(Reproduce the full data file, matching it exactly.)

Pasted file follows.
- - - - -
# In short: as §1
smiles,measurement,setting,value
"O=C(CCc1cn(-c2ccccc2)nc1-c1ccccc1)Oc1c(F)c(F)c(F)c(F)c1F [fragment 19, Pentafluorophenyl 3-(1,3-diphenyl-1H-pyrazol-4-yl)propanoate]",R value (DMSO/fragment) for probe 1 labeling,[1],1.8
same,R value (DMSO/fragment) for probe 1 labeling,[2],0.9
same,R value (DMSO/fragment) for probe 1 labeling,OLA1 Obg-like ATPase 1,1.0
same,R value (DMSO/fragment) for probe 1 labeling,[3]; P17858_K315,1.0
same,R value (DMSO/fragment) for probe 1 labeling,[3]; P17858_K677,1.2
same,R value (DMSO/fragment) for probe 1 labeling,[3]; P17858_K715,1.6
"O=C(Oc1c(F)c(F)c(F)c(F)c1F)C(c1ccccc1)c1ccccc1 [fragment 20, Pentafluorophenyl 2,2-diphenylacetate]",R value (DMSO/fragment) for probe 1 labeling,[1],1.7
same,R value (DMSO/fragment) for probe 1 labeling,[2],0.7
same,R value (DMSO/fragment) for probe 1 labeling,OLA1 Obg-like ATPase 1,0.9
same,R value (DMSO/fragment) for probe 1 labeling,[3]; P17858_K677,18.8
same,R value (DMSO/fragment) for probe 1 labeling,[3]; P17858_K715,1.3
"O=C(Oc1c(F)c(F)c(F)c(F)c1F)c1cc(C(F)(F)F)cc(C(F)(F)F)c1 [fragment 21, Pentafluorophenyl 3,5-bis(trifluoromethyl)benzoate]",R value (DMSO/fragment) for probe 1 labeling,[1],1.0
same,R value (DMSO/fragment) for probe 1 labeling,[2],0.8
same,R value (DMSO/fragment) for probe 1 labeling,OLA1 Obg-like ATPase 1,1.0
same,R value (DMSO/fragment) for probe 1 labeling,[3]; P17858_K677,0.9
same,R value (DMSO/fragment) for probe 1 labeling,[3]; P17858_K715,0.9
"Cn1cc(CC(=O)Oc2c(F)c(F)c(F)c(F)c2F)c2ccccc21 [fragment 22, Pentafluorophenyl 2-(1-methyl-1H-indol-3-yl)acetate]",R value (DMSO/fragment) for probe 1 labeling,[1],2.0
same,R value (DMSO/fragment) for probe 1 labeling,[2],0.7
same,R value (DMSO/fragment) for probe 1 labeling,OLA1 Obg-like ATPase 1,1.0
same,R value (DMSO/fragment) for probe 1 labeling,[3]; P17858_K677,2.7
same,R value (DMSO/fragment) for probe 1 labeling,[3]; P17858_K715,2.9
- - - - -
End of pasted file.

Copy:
# In short: as §1
smiles,measurement,setting,value
"O=C(CCc1cn(-c2ccccc2)nc1-c1ccccc1)Oc1c(F)c(F)c(F)c(F)c1F [fragment 19, Pentafluorophenyl 3-(1,3-diphenyl-1H-pyrazol-4-yl)propanoate]",R value (DMSO/fragment) for probe 1 labeling,[1],1.8
same,R value (DMSO/fragment) for probe 1 labeling,[2],0.9
same,R value (DMSO/fragment) for probe 1 labeling,OLA1 Obg-like ATPase 1,1.0
same,R value (DMSO/fragment) for probe 1 labeling,[3]; P17858_K315,1.0
same,R value (DMSO/fragment) for probe 1 labeling,[3]; P17858_K677,1.2
same,R value (DMSO/fragment) for probe 1 labeling,[3]; P17858_K715,1.6
"O=C(Oc1c(F)c(F)c(F)c(F)c1F)C(c1ccccc1)c1ccccc1 [fragment 20, Pentafluorophenyl 2,2-diphenylacetate]",R value (DMSO/fragment) for probe 1 labeling,[1],1.7
same,R value (DMSO/fragment) for probe 1 labeling,[2],0.7
same,R value (DMSO/fragment) for probe 1 labeling,OLA1 Obg-like ATPase 1,0.9
same,R value (DMSO/fragment) for probe 1 labeling,[3]; P17858_K677,18.8
same,R value (DMSO/fragment) for probe 1 labeling,[3]; P17858_K715,1.3
"O=C(Oc1c(F)c(F)c(F)c(F)c1F)c1cc(C(F)(F)F)cc(C(F)(F)F)c1 [fragment 21, Pentafluorophenyl 3,5-bis(trifluoromethyl)benzoate]",R value (DMSO/fragment) for probe 1 labeling,[1],1.0
same,R value (DMSO/fragment) for probe 1 labeling,[2],0.8
same,R value (DMSO/fragment) for probe 1 labeling,OLA1 Obg-like ATPase 1,1.0
same,R value (DMSO/fragment) for probe 1 labeling,[3]; P17858_K677,0.9
same,R value (DMSO/fragment) for probe 1 labeling,[3]; P17858_K715,0.9
"Cn1cc(CC(=O)Oc2c(F)c(F)c(F)c(F)c2F)c2ccccc21 [fragment 22, Pentafluorophenyl 2-(1-methyl-1H-indol-3-yl)acetate]",R value (DMSO/fragment) for probe 1 labeling,[1],2.0
same,R value (DMSO/fragment) for probe 1 labeling,[2],0.7
same,R value (DMSO/fragment) for probe 1 labeling,OLA1 Obg-like ATPase 1,1.0
same,R value (DMSO/fragment) for probe 1 labeling,[3]; P17858_K677,2.7
same,R value (DMSO/fragment) for probe 1 labeling,[3]; P17858_K715,2.9